Top 5 Questions to Ask Yourself When Starting a Business

May 14, 2013 | By | Reply More

Checklist for Starting a Small BusinessIf you are just starting a business on your own, research is your secret to success. For a beginner, you will be well prepared and ready to face every ups-and downs of your business, because your have properly researched. Here are some questions you could use before you begin:

1. Have I done the right amount of research?

The excitement of starting a new business can cause small business entrepreneurs to be too hasty. Often driven by the mistaken belief that some imaginary boat will be missed if the business isn’t started NOW, this haste can result in the cutting of corners, particularly in the area of research.

Research – whether into potential markets, the activities of competitors, the mechanics of the business, financial projections or methods of marketing – is essential when completing a realistic and comprehensive business plan.

On a contrary note, too much research can signal and fuel procrastination. Many prospective business owners remain just that – prospective – rendered motionless under the weight and anxieties caused by research excess.

How do you find the happy medium? Draft a research plan by listing the headings that you feel need attention. Then discuss this with 2 or 3 business friends or associates and gather their opinions (and no, not the ones who you know will agree with everything you say!).

2. Have I been realistic about the pitfalls?

Read any book about entrepreneurs and you’ll find the word ‘risk’ somewhere near the beginning. Every new business has an element of risk, often it’s risk that precedes revolution and it’s revolution that can bring huge success.

However, there’s a distinction between risk and irresponsibility. In a nutshell, risk is not usually terminal. Sure the business itself might fail, but the possibility of loss will have been foreseen and personal disaster will generally have been avoided. Irresponsibility on the other hand generally indicates that pitfalls have been blatantly ignored.

When risks takers don’t pull it off, it’s onto the next. When the irresponsible fail, it’s lose everything and head back to employment.

A classic scenario is the entrepreneur fired-up with the most unique, groundbreaking business idea ever. “It’s what the World has been waiting for?’ we hear, “no-one has ever done it like this!” Er, why?

Unique, groundbreaking ideas are fabulous, alas they seldom translate into successful businesses. Far better to do what others have done, learn from their lessons and do it better.

3. Am I cut out to working on my own?

Working for yourself sounds like bliss and to many it is. To others, however, it’s lonely, isolating and downright destructive.

Before starting out on your own, take a good look at your strengths and weaknesses. Ask yourself these questions as a starter:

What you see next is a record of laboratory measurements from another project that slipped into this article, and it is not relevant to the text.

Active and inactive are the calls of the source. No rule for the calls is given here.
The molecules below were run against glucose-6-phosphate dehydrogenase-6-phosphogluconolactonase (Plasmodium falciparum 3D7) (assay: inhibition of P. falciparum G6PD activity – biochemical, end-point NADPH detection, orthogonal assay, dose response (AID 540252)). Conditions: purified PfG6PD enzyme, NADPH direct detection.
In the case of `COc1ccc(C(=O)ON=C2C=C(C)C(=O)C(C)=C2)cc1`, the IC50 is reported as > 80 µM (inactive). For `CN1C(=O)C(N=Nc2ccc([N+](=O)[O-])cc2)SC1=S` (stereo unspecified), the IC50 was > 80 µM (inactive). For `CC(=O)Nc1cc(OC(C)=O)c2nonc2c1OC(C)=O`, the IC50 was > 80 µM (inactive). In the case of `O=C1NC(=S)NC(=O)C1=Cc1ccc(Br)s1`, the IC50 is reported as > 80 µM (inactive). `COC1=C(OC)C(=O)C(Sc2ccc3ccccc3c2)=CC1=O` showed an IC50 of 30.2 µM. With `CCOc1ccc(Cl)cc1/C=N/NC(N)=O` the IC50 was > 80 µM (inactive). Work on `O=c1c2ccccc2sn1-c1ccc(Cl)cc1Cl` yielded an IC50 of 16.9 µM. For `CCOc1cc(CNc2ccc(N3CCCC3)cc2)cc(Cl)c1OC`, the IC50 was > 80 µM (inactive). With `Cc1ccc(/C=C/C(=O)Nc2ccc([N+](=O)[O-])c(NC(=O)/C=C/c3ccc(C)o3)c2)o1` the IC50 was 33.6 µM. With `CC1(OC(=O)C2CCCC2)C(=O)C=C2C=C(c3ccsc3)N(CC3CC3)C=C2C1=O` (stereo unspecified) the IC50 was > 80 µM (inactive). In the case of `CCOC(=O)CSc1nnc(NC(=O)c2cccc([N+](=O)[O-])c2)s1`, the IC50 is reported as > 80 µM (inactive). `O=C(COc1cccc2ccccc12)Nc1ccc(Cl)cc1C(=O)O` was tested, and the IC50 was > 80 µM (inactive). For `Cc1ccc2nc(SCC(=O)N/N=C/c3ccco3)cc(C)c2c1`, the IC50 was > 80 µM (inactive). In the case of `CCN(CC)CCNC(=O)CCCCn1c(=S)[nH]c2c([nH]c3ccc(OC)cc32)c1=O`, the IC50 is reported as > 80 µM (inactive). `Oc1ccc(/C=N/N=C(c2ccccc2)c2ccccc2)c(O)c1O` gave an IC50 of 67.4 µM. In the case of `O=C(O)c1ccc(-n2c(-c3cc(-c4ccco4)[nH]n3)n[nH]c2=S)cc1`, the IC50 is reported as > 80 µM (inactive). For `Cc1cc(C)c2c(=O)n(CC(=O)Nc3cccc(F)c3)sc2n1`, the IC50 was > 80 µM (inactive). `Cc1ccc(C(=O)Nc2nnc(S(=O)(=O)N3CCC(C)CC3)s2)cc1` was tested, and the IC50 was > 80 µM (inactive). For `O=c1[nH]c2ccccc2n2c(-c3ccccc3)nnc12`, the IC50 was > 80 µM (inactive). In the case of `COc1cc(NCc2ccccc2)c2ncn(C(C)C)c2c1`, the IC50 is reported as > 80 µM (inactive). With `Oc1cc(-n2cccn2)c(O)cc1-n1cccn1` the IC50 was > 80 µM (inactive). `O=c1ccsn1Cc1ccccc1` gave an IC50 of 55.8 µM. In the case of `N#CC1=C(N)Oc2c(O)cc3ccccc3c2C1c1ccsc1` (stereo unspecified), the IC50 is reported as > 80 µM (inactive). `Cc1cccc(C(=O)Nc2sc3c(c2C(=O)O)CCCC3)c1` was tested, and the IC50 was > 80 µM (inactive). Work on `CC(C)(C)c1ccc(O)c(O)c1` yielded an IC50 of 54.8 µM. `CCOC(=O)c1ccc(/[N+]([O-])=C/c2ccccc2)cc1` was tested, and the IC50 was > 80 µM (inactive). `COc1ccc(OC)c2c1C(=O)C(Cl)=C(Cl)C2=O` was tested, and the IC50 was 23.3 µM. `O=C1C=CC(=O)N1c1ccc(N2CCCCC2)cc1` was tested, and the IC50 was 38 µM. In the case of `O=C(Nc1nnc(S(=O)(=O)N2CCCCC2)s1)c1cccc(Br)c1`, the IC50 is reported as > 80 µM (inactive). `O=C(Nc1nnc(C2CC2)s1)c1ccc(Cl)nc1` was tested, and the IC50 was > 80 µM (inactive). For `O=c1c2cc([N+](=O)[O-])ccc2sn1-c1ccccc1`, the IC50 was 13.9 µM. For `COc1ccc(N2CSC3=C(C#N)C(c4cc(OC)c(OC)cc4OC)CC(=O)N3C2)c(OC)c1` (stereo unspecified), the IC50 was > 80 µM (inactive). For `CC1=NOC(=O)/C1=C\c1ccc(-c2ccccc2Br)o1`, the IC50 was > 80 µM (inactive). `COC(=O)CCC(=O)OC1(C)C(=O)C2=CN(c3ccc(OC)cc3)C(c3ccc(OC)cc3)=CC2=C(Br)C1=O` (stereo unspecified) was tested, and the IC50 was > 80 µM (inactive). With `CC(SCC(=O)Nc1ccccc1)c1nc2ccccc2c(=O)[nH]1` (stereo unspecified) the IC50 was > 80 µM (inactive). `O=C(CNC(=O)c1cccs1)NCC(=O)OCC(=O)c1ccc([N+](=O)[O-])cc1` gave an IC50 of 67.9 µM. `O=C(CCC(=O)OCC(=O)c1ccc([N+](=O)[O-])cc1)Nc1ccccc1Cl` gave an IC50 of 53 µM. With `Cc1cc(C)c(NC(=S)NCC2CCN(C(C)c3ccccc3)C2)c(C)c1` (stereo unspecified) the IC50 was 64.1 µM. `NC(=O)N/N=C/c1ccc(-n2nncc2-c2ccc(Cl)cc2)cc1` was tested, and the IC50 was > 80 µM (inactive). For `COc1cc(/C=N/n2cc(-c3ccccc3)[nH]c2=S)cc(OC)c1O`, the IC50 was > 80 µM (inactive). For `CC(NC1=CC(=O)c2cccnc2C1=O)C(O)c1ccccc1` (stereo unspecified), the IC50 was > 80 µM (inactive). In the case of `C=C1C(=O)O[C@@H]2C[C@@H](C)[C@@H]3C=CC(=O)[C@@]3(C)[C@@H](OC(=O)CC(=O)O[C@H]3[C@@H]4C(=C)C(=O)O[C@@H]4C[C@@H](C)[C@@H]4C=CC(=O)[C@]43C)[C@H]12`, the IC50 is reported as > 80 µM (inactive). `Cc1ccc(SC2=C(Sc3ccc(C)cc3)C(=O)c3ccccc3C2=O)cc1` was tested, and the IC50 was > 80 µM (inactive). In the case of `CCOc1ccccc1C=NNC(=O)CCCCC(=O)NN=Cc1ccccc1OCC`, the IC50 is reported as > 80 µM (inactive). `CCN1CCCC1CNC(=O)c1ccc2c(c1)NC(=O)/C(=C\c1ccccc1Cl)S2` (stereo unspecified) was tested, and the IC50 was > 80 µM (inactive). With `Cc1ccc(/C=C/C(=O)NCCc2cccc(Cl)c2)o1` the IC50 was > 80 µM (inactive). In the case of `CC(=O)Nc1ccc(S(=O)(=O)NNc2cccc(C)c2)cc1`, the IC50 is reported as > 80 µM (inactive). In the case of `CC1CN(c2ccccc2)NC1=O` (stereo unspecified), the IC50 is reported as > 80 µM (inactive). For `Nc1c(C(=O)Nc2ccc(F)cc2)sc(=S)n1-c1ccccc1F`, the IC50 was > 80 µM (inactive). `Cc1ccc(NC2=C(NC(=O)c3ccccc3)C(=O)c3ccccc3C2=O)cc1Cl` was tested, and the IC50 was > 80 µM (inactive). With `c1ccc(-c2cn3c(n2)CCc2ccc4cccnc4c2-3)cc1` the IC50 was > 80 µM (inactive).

• In what way may my behaviors sabotage my business?
  • Am I a good problem solver?
  • Will I interact with enough people during the week?
  • How will I delineate between work and play?

4. Can I handle administrative tasks AND develop my business?

“How did I get here?” is a far too common complaint of the small business owner. Just a few months into the business and the optimism of the pre-launch period has been replaced with mountains of paperwork and endless action lists. At this point, days go by where little is achieved other than a run to the Post Office or a drop off to the bank.

This can be due to insufficient thought being given to the mechanics of the business, insufficient notice taken of early signals or (most commonly) a lack of formulating procedures.

Michael Gerber’s book, The E-Myth, is a great introduction to this topic and followed closely, can be a good support through the jungle.

This is the part of starting out on your own that few people envisage. Don’t let it defeat you. Conquer this effectively and you’ll be back in control with a business that’s better equipped. If you need external help, consider retaining a coach for a short period.

5. Do I have sufficient financial reserves?

Commonly, start-ups are under funded. There’s simply insufficient reserve to survive the development period. Here we see the new owner opting for the “she’ll be right” seat of the pants approach to business – not a sensible strategy.

Of course occasionally we hear of an under-capitalized business that launches and succeeds effortlessly. But ever wondered why it’s so newsworthy?

Imagine trying to promote, market and network your business when you’re anxious about whether you’ll meet the next rent payment. Not only is it very personally draining, it becomes very apparent to others that you’re in difficulty.

It’s a harsh reality, but few want to give custom to a business that appears to be failing. Make sure you have the funds to ride out the storm.

In conclusion, much is spoken of the high percentage of small businesses that fail. Don’t let yours become a statistic. Do your preparation and get ready for the best journey of your life!


For more information on starting a business, download our ebook “Checklist for Starting a Business.”

 About the Author: 

Robert Gerrish supports business owners on a path to loving their work. From his base in Sydney, he coaches clients from the US, Europe & Australasia. There’s a mass of resources for those going it alone in business at his website:
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Category: Startup Basics

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